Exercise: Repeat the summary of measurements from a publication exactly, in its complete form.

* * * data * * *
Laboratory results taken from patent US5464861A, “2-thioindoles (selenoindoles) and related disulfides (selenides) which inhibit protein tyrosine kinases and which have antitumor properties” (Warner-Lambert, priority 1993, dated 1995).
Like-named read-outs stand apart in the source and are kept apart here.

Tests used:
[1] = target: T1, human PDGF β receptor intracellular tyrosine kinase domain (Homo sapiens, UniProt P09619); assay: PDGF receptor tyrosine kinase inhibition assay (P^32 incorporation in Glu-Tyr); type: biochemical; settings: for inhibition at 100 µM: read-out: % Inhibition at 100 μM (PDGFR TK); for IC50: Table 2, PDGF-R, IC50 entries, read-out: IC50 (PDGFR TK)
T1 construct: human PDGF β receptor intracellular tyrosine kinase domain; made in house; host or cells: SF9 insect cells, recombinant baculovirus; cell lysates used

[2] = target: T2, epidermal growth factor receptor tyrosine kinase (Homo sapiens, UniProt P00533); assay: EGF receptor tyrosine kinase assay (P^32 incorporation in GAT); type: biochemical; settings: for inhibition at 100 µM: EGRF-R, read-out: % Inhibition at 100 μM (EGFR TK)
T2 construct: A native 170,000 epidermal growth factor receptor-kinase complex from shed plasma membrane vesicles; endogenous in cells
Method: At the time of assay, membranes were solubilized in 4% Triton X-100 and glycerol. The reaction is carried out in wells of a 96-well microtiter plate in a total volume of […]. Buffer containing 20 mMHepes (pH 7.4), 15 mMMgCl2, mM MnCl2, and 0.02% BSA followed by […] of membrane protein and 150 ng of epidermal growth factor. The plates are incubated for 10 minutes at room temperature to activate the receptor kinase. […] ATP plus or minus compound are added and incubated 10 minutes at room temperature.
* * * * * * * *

Laboratory results taken from patent US5464861A, “2-thioindoles (selenoindoles) and related disulfides (selenides) which inhibit protein tyrosine kinases and which have antitumor properties” (Warner-Lambert, priority 1993, dated 1995).
Like-named read-outs stand apart in the source and are kept apart here.

Tests used:
[1] = target: T1, human PDGF β receptor intracellular tyrosine kinase domain (Homo sapiens, UniProt P09619); assay: PDGF receptor tyrosine kinase inhibition assay (P^32 incorporation in Glu-Tyr); type: biochemical; settings: for inhibition at 100 µM: read-out: % Inhibition at 100 μM (PDGFR TK); for IC50: Table 2, PDGF-R, IC50 entries, read-out: IC50 (PDGFR TK)
T1 construct: human PDGF β receptor intracellular tyrosine kinase domain; made in house; host or cells: SF9 insect cells, recombinant baculovirus; cell lysates used

[2] = target: T2, epidermal growth factor receptor tyrosine kinase (Homo sapiens, UniProt P00533); assay: EGF receptor tyrosine kinase assay (P^32 incorporation in GAT); type: biochemical; settings: for inhibition at 100 µM: EGRF-R, read-out: % Inhibition at 100 μM (EGFR TK)
T2 construct: A native 170,000 epidermal growth factor receptor-kinase complex from shed plasma membrane vesicles; endogenous in cells
Method: At the time of assay, membranes were solubilized in 4% Triton X-100 and glycerol. The reaction is carried out in wells of a 96-well microtiter plate in a total volume of […]. Buffer containing 20 mMHepes (pH 7.4), 15 mMMgCl2, mM MnCl2, and 0.02% BSA followed by […] of membrane protein and 150 ng of epidermal growth factor. The plates are incubated for 10 minutes at room temperature to activate the receptor kinase. […] ATP plus or minus compound are added and incubated 10 minutes at room temperature.